Buddy Bunting’s paintings of sun-bleached landscapes dominated by the expansive presence of prisons provide a kind of cinematic narrative—a silent film about people on the other side. As a visitor to these sites, Bunting is cast
in the role of voyeur, exercising his freedom to drive past the prison and the immobile existence of its inhabitants. In many of his works, the surrounding landscape is absent, lending a sense of displacement to the structures, as if they had dropped down from somewhere to land in the middle of nowhere. Bunting uses light and color to achieve a nearly invisible painted line, creating a mirage-like image that intensifies the seeming endlessness of the road ahead for both prisoner and driver.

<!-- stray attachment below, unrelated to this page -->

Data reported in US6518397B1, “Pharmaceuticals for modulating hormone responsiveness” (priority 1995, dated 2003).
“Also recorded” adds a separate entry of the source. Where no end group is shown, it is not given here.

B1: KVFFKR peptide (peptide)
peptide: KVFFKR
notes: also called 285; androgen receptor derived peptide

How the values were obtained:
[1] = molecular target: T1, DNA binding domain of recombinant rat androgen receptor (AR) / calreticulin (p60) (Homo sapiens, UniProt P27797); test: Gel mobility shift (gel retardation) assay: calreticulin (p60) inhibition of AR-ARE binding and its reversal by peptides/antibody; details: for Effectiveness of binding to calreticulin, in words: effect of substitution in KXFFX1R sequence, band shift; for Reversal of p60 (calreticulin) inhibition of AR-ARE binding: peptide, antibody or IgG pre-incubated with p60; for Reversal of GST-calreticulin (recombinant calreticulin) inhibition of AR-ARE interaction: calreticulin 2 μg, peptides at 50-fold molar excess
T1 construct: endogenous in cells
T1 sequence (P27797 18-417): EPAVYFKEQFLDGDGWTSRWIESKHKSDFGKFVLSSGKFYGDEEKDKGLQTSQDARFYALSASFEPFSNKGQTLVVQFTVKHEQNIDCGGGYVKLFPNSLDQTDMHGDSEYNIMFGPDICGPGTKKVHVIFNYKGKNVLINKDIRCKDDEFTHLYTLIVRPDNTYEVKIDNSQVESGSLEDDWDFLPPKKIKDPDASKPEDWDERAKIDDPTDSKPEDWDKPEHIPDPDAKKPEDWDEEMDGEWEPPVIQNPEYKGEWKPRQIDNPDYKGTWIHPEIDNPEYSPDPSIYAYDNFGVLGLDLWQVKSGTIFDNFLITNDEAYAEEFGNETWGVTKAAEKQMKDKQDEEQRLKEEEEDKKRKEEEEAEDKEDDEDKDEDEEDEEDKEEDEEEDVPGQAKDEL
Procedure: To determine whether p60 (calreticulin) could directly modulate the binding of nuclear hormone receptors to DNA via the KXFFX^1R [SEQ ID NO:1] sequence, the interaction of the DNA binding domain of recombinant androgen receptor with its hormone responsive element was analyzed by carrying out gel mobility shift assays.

Buddy Bunting earned a Master of Fine Arts degree from Boston University. He is a member of the SOIL Artist Collective in Seattle, and in the Northwest, his work has been shown at SOIL Gallery, Kirkland Arts Center, 4Culture Gallery, Consolidated Works, Center on Contemporary Art, and Tacoma Art Museum. Nationally, he has shown his work in group exhibitions at P.S. 122, The Painting Center, and Artists Space in New York, the Chrysler Museum of Art, Norfolk, Virginia, Stedman Gallery at Rutgers University in Camden, New Jersey, and the Muscarelle Museum of Art at the College of William and Mary in Williamsburg, Virginia. In 2004, he received a GAP grant from Artist Trust.